Ther
author email : SMITJ@ukzn.ac.za

LAW STUDENTS AT ETHIOPIAN SYMPOSIUM

LAW STUDENTS AT ETHIOPIAN SYMPOSIUM

Two post graduate Law students, Mr Christian Kabati and Mr Oyeyemi Oke, recently presented at a symposium, The African Union: The First Ten Years, organised in Ethiopia by the Institute for Security Studies (ISS).

In their paper titled: “The Impact of African Court of Justice on the promotion of Human Rights, the students assessed the situation of Human Rights in Africa and the role of the AU’s judicial mechanism in the protection and promotion of human rights on the African continent during the last 10 years.

They concluded that human rights was one of  the pillars or conditions for Africa’s development and thus African leaders and policy makers needed to support and promote human rights and avoid impunity on the Africa continent.

The paper has been accepted as a contribution in the ISS monograph titled: African Union: The First Ten Years, due to be published early this year.


author email : 210553578@ukzn.ac.za

UKZN ASSISTS YOUNGSTERS TO GET BURSARIES FOR SENIOR SCHOOL STUDY

UKZN ASSISTS YOUNGSTERS TO GET BURSARIES FOR SENIOR SCHOOL STUDY

UKZN’s Community Development Programme in partnership with the Turquoise Harmony Institute, a Turkish based NGO, awarded academic bursaries to 16 Grade 7 Glenmore Primary School learners to study at Star College in Durban.

Star College organized a maths and science test at Glenmore Primary identifying 16 pupils from disadvantaged backgrounds to study at the college.

Many of the youngsters live in Kenneth Gardens, a low income housing estate in Umbilo which is one of the largest of its kind in Durban. The Community Development Programme at UKZN is running a series of research and outreach projects at Kenneth Gardens.

The learners have been given full bursaries, with an option of boarding, to further their studies at Star College.

Mr Atilla Dag, Director of Turquoise Harmony Institute, said the Institute supported educational and community development projects to curb problems of poverty, ignorance and disunity, saying the only way to fight these problems was for people to get educated. Each bursary handed out was worth R30 000.

Professor Monique Marks, Head of the UKZN Kenneth Gardens Intervention Project, said the community outreach project had been started after research revealed the area was characterised by a range of social problems including unemployment, drug abuse, high-school drop-outs, crime, domestic violence and insufficient health care services. In addition, not a single research report had been written about Kenneth Gardens.

Kenneth Gardens forms part of an extensive network of cluster housing schemes developed by the apartheid government. Kenneth Gardens was established, then, as part of government’s protectionist strategy to provide safe and affordable housing to poor and working class whites.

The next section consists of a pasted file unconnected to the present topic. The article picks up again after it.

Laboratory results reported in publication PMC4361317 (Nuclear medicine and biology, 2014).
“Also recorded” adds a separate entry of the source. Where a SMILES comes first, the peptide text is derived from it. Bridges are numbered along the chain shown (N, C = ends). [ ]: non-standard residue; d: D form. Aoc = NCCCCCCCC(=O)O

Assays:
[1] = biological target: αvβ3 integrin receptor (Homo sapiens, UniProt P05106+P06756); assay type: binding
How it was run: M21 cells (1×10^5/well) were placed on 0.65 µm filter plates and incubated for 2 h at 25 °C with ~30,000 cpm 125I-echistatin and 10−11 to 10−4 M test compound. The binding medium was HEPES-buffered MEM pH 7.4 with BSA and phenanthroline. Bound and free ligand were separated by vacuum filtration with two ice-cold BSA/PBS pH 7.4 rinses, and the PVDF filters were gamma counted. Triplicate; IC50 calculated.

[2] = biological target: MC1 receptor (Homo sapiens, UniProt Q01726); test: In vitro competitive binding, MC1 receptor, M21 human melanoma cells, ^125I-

More than 1 500 people are accommodated in an estimated 286 units in the complex which i
author email : shabangus@ukn.ac.za

UKZN REPRESENTED AT IUFRO EUCALYPTUS CONFERENCE IN BRAZIL

UKZN REPRESENTED AT IUFRO EUCALYPTUS CONFERENCE IN BRAZIL

Master of Science student, Matabaro Ziganira, was among students invited to present research papers at the 2011 conference of the International Union of Forest Research Organisations (IUFRO) in Brazil.

Ziganira’s research paper was in the field of the improvement and culture of eucalyptus.

This meeting is the premier international forum for the presentation of cutting edge research in eucalyptus breeding and forestry. As in previous IUFRO Eucalyptus meetings (Bordeaux 1990, Hobart 1995, Salvador 1997, Valdivia 2001, Aveiro 2004 and Durban 2007), the forum provided a great opportunity for scientists, foresters and plantation managers to debate ways to improve the understanding and management of eucalyptus forests.

Eucalyptus constitutes about 15 percent of global plantations and is being grown for a wide range of end-products for industrial and domestic uses. Currently, eucalyptus plantations are most often established replacing pasture or crops in tropical and subtropical areas, being a significant component of the carbon and water balances of these landscapes, with ecological, economical and social interfaces.

The conference provided an exceptional mix of science, social activities and field exploration. with top international scientists sharing their latest results and vision on a selection of appropriate genotypes and site management practices.

During the conference, Ziganira presented a paper from his Master thesis titled: “Influence of stock plants’ management on yield and subsequent rooting of cuttings of cold-tolerant Eucalyptus grandis x nitens (GN) clones.”

Cold-tolerant GN clones are currently propagated under commercial nursery settings and have shown to be suitable at certain sites in KwaZulu-Natal. This study has also shown that GN clones require different management including spacing density of stock plants for optimum rooting of cuttings. These proposed recommendations are currently being implem
author email : 204505850@ukzn.ac.za